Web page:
If you or your child has eczema, you’re probably no stranger to the itchiness, inflammation, and rash-like symptoms it can bring on. You can get eczema anywhere on your body. Exactly where depends partly on how old you are, says Kalyani Marathe, MD, a pediatric dermatologist and director of the Division of Dermatology at Cincinnati Children’s Hospital.
Infants tend to get eczema on their:
- Backs of the arms or legs
Older children and teens tend to get symptoms in creases or on places where they sweat, like their:
- The insides of elbows
- On the backs of knees
- Sometimes, on hands or feet
Adults are more likely to get eczema on their hands, Marathe says, perhaps because they wash their hands and do the dishes more. It’s also common for symptoms to show up on the:
- Inside creases
Adults are less likely to get facial and scalp eczema, Marathe says.
Using Medication on Hard-to-Treat Spots
The amount and type of treatment that’s right for you or your child also depends on where the eczema is, Marathe says. Some areas are harder to treat than others.
Treatment can be trickier when eczema flares up on parts of your body with thinner skin, like your lips, the areas around your eyes, and your groin.
Steroids, the most common treatment, can thin out your skin if you overuse them, which could lead to bruising and tearing, says Steve Daveluy MD, an associate professor and program director at Wayne State Dermatology in Michigan. Accidentally getting steroids in your eyes can also raise your chances for a temporary type of glaucoma, which could affect your vision, he says.
Still, you can safely use low-strength (weaker) steroids on your face and groin, Daveluy says. You just have to be careful. Work with your dermatologist to make sure you’re using the right strength for the right amount of time, and call them right away if you have side effects.
Your dermatologist might also recommend nonsteroid drugs, like ones called topical calcineurin inhibitors. “They’re great because they don’t have the same side effects as steroids -- they don’t thin the skin, there’s no risk of glaucoma -- so they’re super-safe to use on the face and on the genitals,” Daveluy says. The only possible drawbacks, he says, are that they can sting a bit at first, and getting your insurance to cover them might be a hurdle. Nonsteroid medications also include crisaborole (Eucrisa) ointment, ruxolitinib (Opzelura) cream, and abrocitinib (Cibinqo) or upadacitinib (Rinvoq) pills.
Home Remedies for Hard-to-Treat Spots
Want to try home remedies to ease your symptoms? The kinds that might help also depend partly on where the eczema shows up. (Note: Talk to your doctor before you try home remedies on a baby.)
Wet wraps, which can help medicines work better, work well on body parts where the skin is thicker, like the legs, feet, hands, wrists, and forearms, Marathe says. To make a wet wrap:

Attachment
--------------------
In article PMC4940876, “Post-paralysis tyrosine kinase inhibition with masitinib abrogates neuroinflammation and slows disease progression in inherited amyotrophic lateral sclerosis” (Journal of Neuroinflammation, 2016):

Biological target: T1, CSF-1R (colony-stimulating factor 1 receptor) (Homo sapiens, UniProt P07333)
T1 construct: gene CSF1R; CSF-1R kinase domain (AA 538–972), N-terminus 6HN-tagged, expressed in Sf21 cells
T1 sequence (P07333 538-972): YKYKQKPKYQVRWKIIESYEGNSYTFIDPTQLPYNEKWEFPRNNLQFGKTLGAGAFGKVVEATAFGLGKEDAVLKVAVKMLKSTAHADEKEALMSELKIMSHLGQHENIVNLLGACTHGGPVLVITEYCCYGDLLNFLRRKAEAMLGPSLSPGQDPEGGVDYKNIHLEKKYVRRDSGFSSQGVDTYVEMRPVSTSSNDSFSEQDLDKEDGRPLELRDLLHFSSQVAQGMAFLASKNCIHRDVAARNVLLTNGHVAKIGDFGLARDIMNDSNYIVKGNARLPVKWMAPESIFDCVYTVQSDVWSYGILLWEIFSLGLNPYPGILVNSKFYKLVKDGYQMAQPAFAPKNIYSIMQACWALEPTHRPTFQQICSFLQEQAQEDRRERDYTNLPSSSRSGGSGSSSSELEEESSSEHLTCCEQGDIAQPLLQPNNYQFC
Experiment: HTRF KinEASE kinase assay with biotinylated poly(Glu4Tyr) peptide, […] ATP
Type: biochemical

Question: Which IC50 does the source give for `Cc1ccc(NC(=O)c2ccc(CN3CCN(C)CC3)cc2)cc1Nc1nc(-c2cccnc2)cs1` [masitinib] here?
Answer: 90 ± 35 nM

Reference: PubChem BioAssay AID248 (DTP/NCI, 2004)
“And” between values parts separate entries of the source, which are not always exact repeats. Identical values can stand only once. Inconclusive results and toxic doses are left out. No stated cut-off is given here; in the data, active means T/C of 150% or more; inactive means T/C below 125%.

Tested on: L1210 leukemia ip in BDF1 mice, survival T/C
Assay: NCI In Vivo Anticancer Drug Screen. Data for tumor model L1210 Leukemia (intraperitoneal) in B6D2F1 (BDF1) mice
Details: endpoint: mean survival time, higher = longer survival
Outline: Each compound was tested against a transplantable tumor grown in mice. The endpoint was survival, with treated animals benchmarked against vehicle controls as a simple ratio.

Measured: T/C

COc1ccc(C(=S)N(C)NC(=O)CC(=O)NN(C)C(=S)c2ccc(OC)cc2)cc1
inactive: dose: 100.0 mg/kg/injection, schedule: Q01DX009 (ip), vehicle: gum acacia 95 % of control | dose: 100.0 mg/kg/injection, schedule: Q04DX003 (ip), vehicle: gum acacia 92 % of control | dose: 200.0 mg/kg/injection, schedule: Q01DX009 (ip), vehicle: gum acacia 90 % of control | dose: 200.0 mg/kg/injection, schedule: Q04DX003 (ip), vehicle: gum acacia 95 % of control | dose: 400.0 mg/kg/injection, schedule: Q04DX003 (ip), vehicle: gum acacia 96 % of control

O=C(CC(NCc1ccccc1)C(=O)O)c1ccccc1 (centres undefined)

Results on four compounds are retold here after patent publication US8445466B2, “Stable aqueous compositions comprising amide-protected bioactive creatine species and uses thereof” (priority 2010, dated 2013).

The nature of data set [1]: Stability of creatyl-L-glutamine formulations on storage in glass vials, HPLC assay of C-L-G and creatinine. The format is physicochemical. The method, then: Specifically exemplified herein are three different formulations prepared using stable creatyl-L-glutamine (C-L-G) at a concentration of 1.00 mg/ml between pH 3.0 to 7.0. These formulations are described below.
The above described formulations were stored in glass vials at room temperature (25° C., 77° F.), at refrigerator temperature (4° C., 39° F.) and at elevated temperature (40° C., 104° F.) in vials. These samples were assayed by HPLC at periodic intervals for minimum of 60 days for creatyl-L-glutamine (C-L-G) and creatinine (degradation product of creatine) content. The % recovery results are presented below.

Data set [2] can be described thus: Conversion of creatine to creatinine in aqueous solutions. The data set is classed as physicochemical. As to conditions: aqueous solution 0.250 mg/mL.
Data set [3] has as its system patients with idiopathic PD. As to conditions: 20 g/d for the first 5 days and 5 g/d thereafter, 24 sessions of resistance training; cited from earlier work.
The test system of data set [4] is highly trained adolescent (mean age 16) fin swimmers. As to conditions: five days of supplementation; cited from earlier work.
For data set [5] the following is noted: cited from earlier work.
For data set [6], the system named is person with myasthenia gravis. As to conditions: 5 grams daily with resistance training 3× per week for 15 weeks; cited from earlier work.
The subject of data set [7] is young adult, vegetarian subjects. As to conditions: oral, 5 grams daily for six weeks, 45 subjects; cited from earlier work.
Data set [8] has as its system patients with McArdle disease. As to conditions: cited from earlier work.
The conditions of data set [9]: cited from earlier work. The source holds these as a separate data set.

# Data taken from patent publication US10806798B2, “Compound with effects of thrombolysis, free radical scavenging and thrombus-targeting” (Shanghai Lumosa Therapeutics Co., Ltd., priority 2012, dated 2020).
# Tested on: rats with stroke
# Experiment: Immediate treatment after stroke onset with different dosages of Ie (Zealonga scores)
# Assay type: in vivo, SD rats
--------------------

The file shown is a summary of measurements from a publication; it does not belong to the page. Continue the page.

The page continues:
- Put on your medication.
- Cover your affected body part with plastic wrap for 30 minutes.
- Take off the wrap and moisturize your skin.
You can do the same thing with store-bought tubular dressings. The only difference is that you soak them in warm water and wring them out, so they’re damp when you put them on, Marathe says.
If your small child has eczema, you can do something similar if they wear long-sleeved pajamas at night: Soak the PJs in warm water, then put them in the dryer for a few seconds so they’re damp but warm. “Sometimes kids will sleep in them, so [parents] put dry pajamas on top of that,” Marathe says. “Some kids really like that because it has a bit of a cooling sensation, but for other kids it’s too cold for them, so they don’t really like it.”
A couple of whole-body home remedies can also help. “Diluted bleach baths are great for people of all ages, and we recommend them for kids as well,” Marathe says. You can get the benefits from swimming in a chlorinated pool, or by making a bleach bath at home. Use a quarter-cup of plain bleach -- not concentrated -- for half of a tub of water, or half a cup for a full tub of water, she says. Whether you go swimming in a pool or take a bleach bath, it’s important to shower or to rinse off right afterward. If the chlorine dries on your skin, it’s likely to make you itchier, Marathe says.
Other ways to ease the itch in tough-to-treat areas include:
Moisturize. To keep your skin from getting dry, inflamed, and irritated, your daily moisturizer is a must, Daveluy says. Choose one with no fragrance, which can irritate the skin. The most important thing is to find one that you like and that you’ll use at least once a day, he says. “Most people need it more than once a day.”
Cool off. Instead of scratching or rubbing a lot, which can damage skin, ease the itch with an ice pack or a bag of frozen peas. “Ice actually soothes itch really well, because the same nerves that feel itch feel cold,” he says. You can also put your moisturizing cream in the refrigerator.
Make a soothing mask. “You can make a facial mask out of rice paper, like the kind they use to make spring rolls or fresh rolls,” Daveluy says. “You basically cut eye holes and a mouth hole … and then you get it wet [with water]. You can put that on to soothe the skin, because it has some natural moisturizing effects in it from the starch in the rice. Some people even wear it to bed.” You may want to cut the rice paper in two before you wet it, because it can be hard to handle.
Try massage. If your child’s face itches at night, massage some moisturizer into their skin before bedtime, Daveluy says. “They’ve done some studies that found massage can be soothing for kids with eczema and help them fall asleep. And it can actually help improve the eczema, probably by helping it calm down a little.”
Shop safely. Talk to your dermatologist before you use over-the-counter products for your groin, especially for women’s genitals. Many of these products have a lot of ingredients that can irritate eczema, Daveluy says.